Although a considerable body of work, with regard to the uptake and application of electronic procurement, has already been assembled, however, existing studies tend to adopt narrow conceptualizations of e-procurement, typically centered upon a specific type of technical artefact, such as EDI (Min & Galle, 2003); e-auctions or electronic markets (Moon, 2005). Existing empirical studies of adoption factors have also typically been accomplished using questionnaires (e.g. Min & Galle, 2003) and there has, therefore, been a relative absence of in-depth studies of e-procurement adoption, using qualitative methods. Perhaps even more importantly, to date there have been relatively few studies of e-procurement adoption in a private sector context. The one existing study that already addresses this gap in the literature is a qualitative study of the impacts of e-procurement implementations, within the Tanzania private sector (Croom & Brandon-Jones, 2005). Against this backdrop, the gaps are explicitly addressed by undertaking an in-depth study of the application of e-procurement, within the private sector.
This research was focused in meeting the following objectives;
This study intended to examine the challenges of e-procurement adoption in CRDB bank.
-To investigate if procurement officers have necessary skills to facilitate the use of e-procurement
-To examine the extent of availability of technological infrastructure to support e-procurement
-To identify challenges facing CRDB bank in adopting e-procurement
The main research question was what are the challenges of e-procurement adoption in CRDB bank?
-Do procurement officers have necessary skills to facilitate the use of e-procurement?
-What is the extent and level of adoption of e-procurement at the bank in relation to technological infrastructure availability?
-What are the challenges facing CRDB bank in adopting e-procurement?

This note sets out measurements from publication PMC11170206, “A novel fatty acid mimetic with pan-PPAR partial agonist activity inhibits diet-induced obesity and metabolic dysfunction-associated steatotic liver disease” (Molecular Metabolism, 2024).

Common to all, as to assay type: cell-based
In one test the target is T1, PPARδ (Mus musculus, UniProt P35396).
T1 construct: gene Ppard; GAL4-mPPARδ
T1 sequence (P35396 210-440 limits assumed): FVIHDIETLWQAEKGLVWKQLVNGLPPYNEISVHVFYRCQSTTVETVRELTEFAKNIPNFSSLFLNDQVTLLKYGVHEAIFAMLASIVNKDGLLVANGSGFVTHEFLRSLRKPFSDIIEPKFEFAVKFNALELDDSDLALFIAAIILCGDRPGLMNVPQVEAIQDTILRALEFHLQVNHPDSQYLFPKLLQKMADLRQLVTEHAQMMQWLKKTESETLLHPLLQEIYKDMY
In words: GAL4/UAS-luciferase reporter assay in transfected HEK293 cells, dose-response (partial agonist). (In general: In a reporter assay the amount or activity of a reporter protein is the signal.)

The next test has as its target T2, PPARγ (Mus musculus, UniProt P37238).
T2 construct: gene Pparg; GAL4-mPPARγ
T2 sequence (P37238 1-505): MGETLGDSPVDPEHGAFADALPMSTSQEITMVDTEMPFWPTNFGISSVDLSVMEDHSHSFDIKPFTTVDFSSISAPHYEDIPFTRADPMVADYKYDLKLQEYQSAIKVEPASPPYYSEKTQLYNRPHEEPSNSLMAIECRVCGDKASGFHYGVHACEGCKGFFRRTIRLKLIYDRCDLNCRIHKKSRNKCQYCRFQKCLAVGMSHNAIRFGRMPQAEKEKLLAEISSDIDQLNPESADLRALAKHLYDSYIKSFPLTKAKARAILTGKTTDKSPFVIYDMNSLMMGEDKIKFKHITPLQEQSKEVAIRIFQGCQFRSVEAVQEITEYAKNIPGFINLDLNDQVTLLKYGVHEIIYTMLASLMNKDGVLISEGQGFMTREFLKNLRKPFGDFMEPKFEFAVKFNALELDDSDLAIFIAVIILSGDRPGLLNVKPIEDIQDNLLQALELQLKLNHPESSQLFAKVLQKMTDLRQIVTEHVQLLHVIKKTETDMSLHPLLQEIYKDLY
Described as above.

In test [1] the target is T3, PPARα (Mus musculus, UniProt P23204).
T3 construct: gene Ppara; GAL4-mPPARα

This study intended to be of great significance in the following grounds;
The company researched will be able to identify the gaps and therefore improve performance
To measure the extent of e-procurement adoption and reveal areas to be improved for other similar companies in Tanzania
Academically the study will add to the existing knowledge on e-procurement in Tanzania
This study is organized in six chapters of which chapter one covers introduction or problem setting. This chapter will explore background information and problem setting, statement of the problem, research questions, and objectives of the research, significance and organization of the study.
Chapter two is about literature review whereby it explores the theoretical bases of the study, empirical studies, conceptual framework (Conceptual model) and measurement of variables.
Chapter three explains on the research methodology to be carried out in this study. It consists of research paradigms, design, and types of measurements, data collection methods and approach, types of data, sampling techniques, reliability and validity of data, management and analysis of data as well as limitations of the study. Chapter four is about facts finding and analysis. In this chapter, presentation of facts is done, with a thorough analysis of the data collected.
Chapter five is based on discussions. A thorough discussion of the facts is done relating them to the research questions, objectives, proving the problem existence and supported by references from the literatures review. Chapter six is about conclusion and recommendations ns. A summary of the research is given, drawing a conclusion made from the study, policy implications individual and general, ramifications and their impact. Recommendations are also appropriate contained in this chapter.